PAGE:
Paper-Thin LoudSpeaker

MIT engineers have developed a paper-thin loudspeaker that can turn any surface into an active audio source. This thin-film loudspeaker produces sound with minimal distortion while using a fraction of the energy required by a traditional loudspeaker. The hand-sized loudspeaker the team demonstrated, which weighs about as much as a dime, can generate high-quality sound no matter what surface the film is bonded to.

To achieve these properties, the researchers pioneered a deceptively simple fabrication technique, which requires only three basic steps and can be scaled up to produce ultrathin loudspeakers large enough to cover the inside of an automobile or to wallpaper a room. Used this way, the thin-film loudspeaker could provide active noise cancellation in clamorous environments, such as an airplane cockpit, by generating sound of the same amplitude but opposite phase; the two sounds cancel each other out. The flexible device could also be used for immersive entertainment, perhaps by providing three-dimensional audio in a theater or theme park ride. And because it is lightweight and requires such a small amount of power to operate, the device is well-suited for applications on smart devices where battery life is limited.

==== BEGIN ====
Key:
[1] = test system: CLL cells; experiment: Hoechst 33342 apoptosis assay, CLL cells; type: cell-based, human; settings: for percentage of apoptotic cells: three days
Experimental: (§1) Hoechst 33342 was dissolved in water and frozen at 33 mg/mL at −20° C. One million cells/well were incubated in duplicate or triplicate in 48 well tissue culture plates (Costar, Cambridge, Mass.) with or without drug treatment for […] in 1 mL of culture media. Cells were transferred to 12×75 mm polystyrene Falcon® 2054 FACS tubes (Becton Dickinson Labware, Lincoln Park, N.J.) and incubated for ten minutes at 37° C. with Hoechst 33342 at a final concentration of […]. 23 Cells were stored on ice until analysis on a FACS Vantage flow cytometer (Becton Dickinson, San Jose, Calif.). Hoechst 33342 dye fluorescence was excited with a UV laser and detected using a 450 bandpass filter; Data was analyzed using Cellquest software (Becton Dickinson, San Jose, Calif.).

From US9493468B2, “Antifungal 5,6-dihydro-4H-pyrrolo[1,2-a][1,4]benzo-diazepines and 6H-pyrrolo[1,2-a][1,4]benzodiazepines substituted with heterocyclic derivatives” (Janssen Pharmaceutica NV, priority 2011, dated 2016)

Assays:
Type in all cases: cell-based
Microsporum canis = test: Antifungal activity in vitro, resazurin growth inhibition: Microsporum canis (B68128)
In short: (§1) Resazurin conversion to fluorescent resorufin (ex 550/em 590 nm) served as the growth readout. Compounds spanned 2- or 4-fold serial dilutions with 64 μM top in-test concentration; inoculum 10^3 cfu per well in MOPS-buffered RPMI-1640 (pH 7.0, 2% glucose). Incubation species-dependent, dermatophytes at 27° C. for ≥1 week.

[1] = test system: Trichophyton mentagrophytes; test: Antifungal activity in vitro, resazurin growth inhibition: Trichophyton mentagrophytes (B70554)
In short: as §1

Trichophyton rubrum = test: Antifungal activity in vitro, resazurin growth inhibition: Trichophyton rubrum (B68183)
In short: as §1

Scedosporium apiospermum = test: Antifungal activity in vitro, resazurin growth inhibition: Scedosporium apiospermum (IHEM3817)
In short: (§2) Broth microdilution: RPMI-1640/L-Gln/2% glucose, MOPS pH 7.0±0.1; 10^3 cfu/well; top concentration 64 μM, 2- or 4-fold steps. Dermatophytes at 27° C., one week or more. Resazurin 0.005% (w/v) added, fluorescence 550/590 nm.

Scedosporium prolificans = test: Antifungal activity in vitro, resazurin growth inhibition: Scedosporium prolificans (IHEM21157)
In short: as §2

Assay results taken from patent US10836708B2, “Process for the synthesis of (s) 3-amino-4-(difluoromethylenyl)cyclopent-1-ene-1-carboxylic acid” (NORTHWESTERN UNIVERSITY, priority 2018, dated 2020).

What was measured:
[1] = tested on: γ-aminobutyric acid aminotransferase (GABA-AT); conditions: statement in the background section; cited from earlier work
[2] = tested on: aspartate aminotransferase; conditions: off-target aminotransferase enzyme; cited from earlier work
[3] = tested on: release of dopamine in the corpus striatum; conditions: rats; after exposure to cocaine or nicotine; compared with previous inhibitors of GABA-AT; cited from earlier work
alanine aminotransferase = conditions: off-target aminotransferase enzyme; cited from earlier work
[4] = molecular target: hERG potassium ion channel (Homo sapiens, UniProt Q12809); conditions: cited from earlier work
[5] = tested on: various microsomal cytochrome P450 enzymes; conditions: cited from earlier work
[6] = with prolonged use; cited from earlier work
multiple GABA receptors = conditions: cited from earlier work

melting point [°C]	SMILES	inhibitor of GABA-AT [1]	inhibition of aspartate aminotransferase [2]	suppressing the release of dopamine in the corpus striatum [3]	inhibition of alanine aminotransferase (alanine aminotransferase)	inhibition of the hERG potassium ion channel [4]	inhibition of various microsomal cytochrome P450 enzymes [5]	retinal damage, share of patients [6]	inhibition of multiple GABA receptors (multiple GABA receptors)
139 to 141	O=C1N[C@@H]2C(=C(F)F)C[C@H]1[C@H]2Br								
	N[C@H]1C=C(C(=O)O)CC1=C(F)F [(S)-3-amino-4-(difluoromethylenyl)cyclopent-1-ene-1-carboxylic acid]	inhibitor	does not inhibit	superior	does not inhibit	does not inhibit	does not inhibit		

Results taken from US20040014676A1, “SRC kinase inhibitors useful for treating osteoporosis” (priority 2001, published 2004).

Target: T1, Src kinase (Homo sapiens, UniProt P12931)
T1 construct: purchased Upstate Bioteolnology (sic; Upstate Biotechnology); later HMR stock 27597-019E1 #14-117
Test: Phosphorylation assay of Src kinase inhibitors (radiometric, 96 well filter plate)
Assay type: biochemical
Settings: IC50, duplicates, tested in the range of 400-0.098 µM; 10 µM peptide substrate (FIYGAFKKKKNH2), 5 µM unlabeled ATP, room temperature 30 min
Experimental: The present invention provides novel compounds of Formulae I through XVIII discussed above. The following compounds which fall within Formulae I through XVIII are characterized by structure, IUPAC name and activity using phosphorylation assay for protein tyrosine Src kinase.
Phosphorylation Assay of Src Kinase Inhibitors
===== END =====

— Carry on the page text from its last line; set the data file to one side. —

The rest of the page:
MIT researchers have developed an ultrathin loudspeaker that can turn any rigid surface into a high-quality, active audio source. The straightforward fabrication process they introduced can enable the thin-film devices to be produced at scale.

It feels remarkable to take what looks like a slender sheet of paper, attach two clips to it, plug it into the headphone port of your computer, and start hearing sounds emanating from it. It can be used anywhere. One just needs a smidgeon of electrical power to run it,” says Vladimir Bulović, the Fariborz Maseeh Chair in Emerging Technology, leader of the Organic and Nanostructured Electronics Laboratory (ONE Lab), director of MIT.nano, and senior author of the paper.

Bulović wrote the paper with lead author Jinchi Han, a ONE Lab postdoc, and co-senior author Jeffrey Lang, the Vitesse Professor of Electrical Engineering.
The research has been published in IEEE Transactions of Industrial Electronics.